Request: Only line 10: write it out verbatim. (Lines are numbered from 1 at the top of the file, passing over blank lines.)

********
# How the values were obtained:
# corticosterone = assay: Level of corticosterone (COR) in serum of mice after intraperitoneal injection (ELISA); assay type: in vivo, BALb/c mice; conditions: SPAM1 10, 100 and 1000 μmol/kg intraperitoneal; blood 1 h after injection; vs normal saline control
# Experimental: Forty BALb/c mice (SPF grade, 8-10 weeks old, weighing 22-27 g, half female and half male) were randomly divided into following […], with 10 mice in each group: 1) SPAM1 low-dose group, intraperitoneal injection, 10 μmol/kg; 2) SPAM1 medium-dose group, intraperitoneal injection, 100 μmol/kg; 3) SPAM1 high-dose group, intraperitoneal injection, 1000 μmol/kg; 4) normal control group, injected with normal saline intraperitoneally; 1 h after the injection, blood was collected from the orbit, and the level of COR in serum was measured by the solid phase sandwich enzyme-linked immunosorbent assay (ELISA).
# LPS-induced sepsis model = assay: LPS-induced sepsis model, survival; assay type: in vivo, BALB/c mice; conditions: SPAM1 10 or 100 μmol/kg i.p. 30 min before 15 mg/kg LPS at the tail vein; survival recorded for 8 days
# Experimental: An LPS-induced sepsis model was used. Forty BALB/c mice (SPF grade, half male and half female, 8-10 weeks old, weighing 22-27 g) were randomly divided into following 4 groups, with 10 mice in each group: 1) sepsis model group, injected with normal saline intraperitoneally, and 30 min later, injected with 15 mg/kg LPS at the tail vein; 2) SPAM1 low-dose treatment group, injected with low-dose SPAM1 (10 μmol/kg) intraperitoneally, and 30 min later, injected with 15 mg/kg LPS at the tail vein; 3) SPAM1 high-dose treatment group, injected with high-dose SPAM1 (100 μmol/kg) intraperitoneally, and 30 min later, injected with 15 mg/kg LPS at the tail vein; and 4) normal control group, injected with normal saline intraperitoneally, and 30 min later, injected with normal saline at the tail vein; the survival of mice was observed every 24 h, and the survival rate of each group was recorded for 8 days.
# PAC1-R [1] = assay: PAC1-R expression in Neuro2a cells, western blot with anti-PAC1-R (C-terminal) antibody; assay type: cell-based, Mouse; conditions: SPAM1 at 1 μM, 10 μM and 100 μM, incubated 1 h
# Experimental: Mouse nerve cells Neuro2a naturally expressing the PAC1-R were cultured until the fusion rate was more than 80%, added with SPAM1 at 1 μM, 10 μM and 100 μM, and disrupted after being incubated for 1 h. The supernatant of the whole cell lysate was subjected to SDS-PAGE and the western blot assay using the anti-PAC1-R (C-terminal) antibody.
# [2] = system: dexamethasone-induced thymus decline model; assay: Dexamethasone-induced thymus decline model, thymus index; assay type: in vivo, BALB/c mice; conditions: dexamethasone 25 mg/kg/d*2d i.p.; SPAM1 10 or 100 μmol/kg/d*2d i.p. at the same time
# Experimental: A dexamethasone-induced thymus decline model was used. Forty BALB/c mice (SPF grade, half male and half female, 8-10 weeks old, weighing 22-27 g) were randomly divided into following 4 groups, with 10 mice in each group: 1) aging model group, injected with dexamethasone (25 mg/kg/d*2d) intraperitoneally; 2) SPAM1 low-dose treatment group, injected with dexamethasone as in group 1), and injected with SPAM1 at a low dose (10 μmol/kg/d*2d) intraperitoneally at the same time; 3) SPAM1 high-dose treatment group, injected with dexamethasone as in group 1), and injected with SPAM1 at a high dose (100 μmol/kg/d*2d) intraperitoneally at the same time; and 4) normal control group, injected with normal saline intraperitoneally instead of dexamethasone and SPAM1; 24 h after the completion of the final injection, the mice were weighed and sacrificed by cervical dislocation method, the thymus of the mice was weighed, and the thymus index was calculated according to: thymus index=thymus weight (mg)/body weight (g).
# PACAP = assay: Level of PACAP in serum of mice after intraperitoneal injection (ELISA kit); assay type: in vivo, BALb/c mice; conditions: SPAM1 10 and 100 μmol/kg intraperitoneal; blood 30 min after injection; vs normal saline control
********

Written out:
# PACAP = assay: Level of PACAP in serum of mice after intraperitoneal injection (ELISA kit); assay type: in vivo, BALb/c mice; conditions: SPAM1 10 and 100 μmol/kg intraperitoneal; blood 30 min after injection; vs normal saline control